Reporting Penalties -- Notice Deficiency Must be Egregious

A recent growing trend in fiduciary liability claims is the demand for penalties for a Plan's purported failure to provide notices of benefit changes.  ERISA Section 204(h) requires the administrator of a defined benefit plan to provide advance notice of a plan amendment that reduces future benefit accruals, or reduces early retirement benefits on a prospective basis.  Failure to provide the Section 204(h) notices can result in the imposition of a $100 per participant penalty tax for each day until the failure is corrected.  In addition, an "egregious" failure to provide the notice can result in the amendment being nullified, so that the benefits eliminated by the amendment are restored. 

In Jensen v. Solvay Chemicals, Inc., No. 11-8092 (July 2, 2013), the Tenth Circuit Court of Appeals recently affirmed a district court's determination that employees were not entitled to any relief for their employer's violation of ERISA Section 204(h) notice requirements because the employees had failed to establish that the notice deficiency was "egregious."  The Court also held that the employees could not maintain a claim for promissory estoppel under ERISA Section 502(a)(3) because they could not demonstrate that they were influenced by the notice's deficiency.   Solvay dealt only with whether the failure was egregious, and not with the potential implication of the $100 per day penalty tax. 


Solvay converted its defined benefit plan into a cash balance plan and sent a notice to all participants. The lower court ruled that the company properly described all of the benefit changes, but the appellate court held that the company failed to properly describe the elimination of early retirement subsidies, and remanded the case for the lower court to determine whether and what relief was warranted for this single violation.  Following a bench trial, the district court concluded that no relief was warranted because the employees had not proved that the notice failure was "egregious" under ERISA.  ERISA Section 204(h)(6)(B)(i), 29 U.S.C. section 1054(h)(6)(B)(i), provides in part that a company's Section 204(h) notice failure is "egregious" if the failure was "within [its] control" and was "intentional," or if the failure was "within [its] control" and the company failed "to promptly provide the required notice or information after [it] discov[ed] an unintentional failure to meet the requirements of" Section 204(h).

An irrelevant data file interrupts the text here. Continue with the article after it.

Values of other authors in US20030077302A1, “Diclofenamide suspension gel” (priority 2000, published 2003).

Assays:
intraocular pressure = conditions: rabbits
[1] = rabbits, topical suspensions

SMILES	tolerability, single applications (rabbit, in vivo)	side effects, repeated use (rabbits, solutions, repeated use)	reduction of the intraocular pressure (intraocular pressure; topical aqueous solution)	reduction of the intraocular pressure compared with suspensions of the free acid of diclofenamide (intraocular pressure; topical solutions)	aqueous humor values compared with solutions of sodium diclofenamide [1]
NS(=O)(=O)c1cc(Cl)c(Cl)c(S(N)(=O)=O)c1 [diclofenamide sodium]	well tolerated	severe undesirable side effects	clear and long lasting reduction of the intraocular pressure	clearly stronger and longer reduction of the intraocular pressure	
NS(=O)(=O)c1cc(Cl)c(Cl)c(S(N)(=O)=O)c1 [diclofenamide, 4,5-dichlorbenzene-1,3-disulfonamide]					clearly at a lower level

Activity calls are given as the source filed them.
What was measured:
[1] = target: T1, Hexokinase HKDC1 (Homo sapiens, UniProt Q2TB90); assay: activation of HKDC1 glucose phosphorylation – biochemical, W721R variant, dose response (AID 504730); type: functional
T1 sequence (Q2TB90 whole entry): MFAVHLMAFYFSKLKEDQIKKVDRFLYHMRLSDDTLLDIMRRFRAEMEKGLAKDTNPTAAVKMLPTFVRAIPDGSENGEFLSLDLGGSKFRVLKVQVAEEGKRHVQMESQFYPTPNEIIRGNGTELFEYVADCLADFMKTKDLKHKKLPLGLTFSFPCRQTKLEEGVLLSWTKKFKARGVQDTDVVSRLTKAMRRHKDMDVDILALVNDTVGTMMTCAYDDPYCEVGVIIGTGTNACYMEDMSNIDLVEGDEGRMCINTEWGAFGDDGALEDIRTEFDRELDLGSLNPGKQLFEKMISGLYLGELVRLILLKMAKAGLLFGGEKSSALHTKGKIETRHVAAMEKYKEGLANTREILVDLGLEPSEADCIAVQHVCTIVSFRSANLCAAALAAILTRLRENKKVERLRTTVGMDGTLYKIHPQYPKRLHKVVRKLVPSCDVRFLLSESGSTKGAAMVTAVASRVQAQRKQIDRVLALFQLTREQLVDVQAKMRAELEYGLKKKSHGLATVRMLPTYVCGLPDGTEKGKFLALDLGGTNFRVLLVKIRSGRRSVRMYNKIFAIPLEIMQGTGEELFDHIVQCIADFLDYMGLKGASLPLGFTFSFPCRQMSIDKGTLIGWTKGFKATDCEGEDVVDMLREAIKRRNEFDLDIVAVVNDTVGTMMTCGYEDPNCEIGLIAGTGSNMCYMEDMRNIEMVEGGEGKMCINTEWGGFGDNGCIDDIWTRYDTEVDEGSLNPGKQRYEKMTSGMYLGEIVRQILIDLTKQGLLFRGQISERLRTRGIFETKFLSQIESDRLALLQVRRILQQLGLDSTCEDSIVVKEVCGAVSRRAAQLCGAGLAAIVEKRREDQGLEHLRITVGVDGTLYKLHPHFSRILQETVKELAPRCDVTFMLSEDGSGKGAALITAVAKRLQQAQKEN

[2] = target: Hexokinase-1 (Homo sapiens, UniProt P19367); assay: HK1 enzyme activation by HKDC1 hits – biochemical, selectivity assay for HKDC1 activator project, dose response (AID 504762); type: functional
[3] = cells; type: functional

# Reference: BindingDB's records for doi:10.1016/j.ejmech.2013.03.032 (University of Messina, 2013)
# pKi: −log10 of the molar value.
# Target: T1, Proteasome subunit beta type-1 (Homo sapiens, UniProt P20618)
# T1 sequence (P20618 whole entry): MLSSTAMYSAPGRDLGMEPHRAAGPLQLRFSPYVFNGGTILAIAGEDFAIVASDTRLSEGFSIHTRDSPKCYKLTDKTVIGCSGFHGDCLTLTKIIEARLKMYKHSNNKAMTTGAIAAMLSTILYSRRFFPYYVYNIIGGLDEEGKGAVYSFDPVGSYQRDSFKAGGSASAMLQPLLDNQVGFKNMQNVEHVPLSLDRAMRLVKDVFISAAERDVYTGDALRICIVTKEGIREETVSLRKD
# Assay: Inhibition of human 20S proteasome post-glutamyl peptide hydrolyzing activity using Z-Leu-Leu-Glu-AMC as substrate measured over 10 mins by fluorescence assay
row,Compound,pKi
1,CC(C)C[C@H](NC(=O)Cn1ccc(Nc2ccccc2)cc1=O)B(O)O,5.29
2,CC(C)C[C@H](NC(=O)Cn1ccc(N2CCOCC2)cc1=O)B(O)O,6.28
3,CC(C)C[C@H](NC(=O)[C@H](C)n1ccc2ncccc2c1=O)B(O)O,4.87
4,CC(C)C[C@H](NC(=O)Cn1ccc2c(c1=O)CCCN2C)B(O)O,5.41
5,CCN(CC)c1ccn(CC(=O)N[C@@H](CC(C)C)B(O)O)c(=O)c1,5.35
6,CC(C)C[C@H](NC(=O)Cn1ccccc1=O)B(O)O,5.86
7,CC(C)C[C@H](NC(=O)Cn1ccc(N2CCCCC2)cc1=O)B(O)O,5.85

On appeal, the Tenth Circuit upheld the district court's conclusion that the company wanted to make all required disclosures and the omission about early retirement benefits "was accidental, no more than an oversight in the process of drafting a complex statutorily mandated notice." 

The employees alternatively filed an "Amara" claim under Section 502(a)(3) claim for promissory estoppel.  The court determined that the employees were not able to recover under a promissory estoppel theory because they were admittedly not influenced by the deficient notice in that they were well aware that they were losing certain benefits under the new plan.  In other words, the plaintiff participants could not recover because they did not detrimentally rely on the omission in the company's notice [i.e., no one retired early expecting benefits, only to discover that the plan had been changed].

Fid Guru's Take:  Solvay is useful precedent to combat the growing trend of plaintiff lawyers filing claims based on alleged disclosure violations.  This case demonstrates that inadvertent mistakes -- accidentally leaving out even some material information -- will not justify recovery under ERISA, at least not nullifying the benefit change.  The Court unfortunately did not address whether plaintiffs met the standard for $100/day penalties.  It would have been interesting whether participants can recover penalties even when a notice, albeit with a deficiency, was sent out.  In any event, this case demonstrates how important it is to ensure that your plan has fiduciary liability insurance coverage for reporting penalties under 502(c) and coverage for Amara-type equitable relief -- not all policies provide these coverages.